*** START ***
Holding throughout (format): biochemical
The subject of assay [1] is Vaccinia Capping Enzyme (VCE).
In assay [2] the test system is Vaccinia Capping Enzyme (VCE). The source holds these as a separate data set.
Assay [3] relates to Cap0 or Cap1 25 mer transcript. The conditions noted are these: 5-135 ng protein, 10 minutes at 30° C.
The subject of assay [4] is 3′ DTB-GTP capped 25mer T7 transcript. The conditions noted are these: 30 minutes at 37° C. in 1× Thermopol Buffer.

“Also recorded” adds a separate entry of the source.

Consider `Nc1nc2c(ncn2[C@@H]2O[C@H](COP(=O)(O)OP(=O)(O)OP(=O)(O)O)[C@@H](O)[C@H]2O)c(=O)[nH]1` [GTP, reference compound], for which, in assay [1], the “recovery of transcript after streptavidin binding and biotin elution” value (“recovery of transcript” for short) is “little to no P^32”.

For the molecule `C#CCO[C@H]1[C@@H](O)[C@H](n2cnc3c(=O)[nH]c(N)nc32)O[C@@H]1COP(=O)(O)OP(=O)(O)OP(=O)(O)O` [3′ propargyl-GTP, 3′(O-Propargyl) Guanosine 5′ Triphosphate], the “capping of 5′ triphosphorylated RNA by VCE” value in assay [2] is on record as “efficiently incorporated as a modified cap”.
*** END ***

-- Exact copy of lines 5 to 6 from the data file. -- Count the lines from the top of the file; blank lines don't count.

The subject of assay [4] is 3′ DTB-GTP capped 25mer T7 transcript. The conditions noted are these: 30 minutes at 37° C. in 1× Thermopol Buffer.

“Also recorded” adds a separate entry of the source.